Surviving an 8 hours bus ride over the Andes with a 16 month old

It was time to say goodbye to Chile.  And to be honest we were ready.  The red wine, red meat and sexy tango of Argentina were calling our names.

We had not planned to go to Mendoza originally.  But wine country in Chile is known for white wines and we found ourselves drawn to the Argentinian Melbacs whenever we were out. So the lovely Dutchman whom we met in Peru (and whose potatoes were stolen by Otto) convinced us we should go to Mendoza, by bus. This is one of the reasons we like to keep our plans flexible.

Kevin really wanted to drive over the Andes but an 8 hour bus ride with a toddler seemed daunting.  I tell you, the ONE pro tip that Kevin and I pat ourselves on the back still to this day is we have never ever let Otto down on an airplane, train or bus.  The airport is a free for all but he doesn’t even try on these modes of transportation.

We wanted to leave on the early morning bus but of course waited too long to book our tickets and it was sold out.  So we opted for the 1:30, that actually left at 2.  We then had to wait for an accident to clear still inside Santiago so we probably did not really get moving until about 3.

The bus was nice enough, no entertainment obviously.  And the seats went back almost so much that Kevin basically had the dude in front of him laying on his lap.  They gave us a very sugary juice drink and a bag of cookies.  Unfortunately, but fortunately for Otto, the people across from us also gave Otto one of their cookies as well.

The bus stops at customs pretty much right in the middle of your 8 hour ride.  Customs is unpredictable and could increase or decrease your journey by a few hours.  Lucky for us it was only about a 45 minute detour.  You get out with the others on the bus, get your passport stamped while the driver puts everyones luggage through the X-ray machine.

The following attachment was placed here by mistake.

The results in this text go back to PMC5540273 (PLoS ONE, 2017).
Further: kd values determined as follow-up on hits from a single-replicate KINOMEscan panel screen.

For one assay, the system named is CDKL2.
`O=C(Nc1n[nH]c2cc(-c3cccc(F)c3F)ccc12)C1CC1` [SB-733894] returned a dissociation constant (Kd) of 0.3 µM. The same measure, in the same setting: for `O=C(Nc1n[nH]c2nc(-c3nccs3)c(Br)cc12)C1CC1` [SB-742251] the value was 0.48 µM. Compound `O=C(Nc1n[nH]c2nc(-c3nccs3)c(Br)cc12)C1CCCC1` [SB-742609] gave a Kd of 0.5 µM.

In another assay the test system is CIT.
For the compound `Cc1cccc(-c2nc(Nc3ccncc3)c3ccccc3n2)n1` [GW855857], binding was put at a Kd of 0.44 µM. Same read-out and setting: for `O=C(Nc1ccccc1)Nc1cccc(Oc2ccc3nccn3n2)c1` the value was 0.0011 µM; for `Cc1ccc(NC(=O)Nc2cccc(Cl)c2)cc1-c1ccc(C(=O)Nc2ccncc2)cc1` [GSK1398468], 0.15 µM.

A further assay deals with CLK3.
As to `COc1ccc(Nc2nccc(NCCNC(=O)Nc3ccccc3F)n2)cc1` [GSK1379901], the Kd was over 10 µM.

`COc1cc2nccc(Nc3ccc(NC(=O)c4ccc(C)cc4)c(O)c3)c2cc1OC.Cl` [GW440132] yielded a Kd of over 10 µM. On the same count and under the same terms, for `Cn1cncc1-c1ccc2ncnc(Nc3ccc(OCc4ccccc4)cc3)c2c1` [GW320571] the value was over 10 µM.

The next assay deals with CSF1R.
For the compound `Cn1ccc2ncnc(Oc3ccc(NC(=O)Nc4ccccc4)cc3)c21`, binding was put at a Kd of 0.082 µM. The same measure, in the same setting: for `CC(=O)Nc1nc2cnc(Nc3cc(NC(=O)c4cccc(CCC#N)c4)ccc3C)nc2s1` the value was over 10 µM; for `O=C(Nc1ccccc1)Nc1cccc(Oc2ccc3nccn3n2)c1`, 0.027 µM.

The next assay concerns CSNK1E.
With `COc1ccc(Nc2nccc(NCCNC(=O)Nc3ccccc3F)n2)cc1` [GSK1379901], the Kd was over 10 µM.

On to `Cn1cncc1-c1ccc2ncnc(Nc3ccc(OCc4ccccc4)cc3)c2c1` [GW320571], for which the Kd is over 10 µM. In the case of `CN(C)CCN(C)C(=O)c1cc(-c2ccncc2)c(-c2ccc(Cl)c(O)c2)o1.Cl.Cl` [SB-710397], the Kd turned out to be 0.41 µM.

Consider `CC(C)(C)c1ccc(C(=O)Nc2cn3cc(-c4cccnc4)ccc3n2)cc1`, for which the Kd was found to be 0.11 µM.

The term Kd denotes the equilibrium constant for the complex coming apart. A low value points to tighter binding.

So I made a very poor mistake.  I read a blog that is obviously outdated that told me that the customs area had food options.  I pictured it like a rest stop on the Jersey turnpike and expected to see a Roy Rogers or some other burger joint.  Because of this I made the second poor mistake of not packing Otto an alternative dinner.  The customs area did not even have a vending machine.  So my poor little baby basically ate sugary cookies for dinner.

The trip itself was really uneventful.  Otto slept about 1.5 hours on each leg of the journey.  He was awake for a surprising amount of time but happy and social.  The views from the windows of the Alps were breathtaking.  You just climb and climb and keep imagining what it would look like all covered in snow! Our bus pulled into the station in Mendoza around 10pm.

Now we just had to get ourselves a taxi and head to the Airbnb, only about 2 miles away off of the square.  Easy peasy.  Except we needed Argentinian pesos as we only had Chilean money.  The ATM in the train station was out of money- which is actually a common thing in Argentina we found out.  So no taxi would agree to take us.  So at 10pm we walked the two miles, with Otto in his stroller and our stuff on our backs.

We also tried two more ATMs on the way.  None of them worked.  We now thought it was our bank card.  But nope, really ATMS seriously run out of money.  Apparently this was a long weekend which makes it even more likely.

Mendoza is such a cool little wine town.  A big square, with four squares off the main one.  We passed a bunch of awesome restaurants and our hungry stomachs just felt worse.  But soon enough we were at the Airbnb.  We threw our stuff down on our comfy bed and the host suggested a restaurant just next door where Kevin could pick up some food for take away.

He came back with the best steak and French fries we’ve ever had (or at least it felt like that) for 12 dollars.  Our cards did work! Otto chowed down and we had a plan in our heads of all the awesome places and wineries we wanted to visit tomorrow that we passed on our long journey to Mendoza.

Leave a Reply

Fill in your details below or click an icon to log in: Logo

You are commenting using your account. Log Out /  Change )

Twitter picture

You are commenting using your Twitter account. Log Out /  Change )

Facebook photo

You are commenting using your Facebook account. Log Out /  Change )

Connecting to %s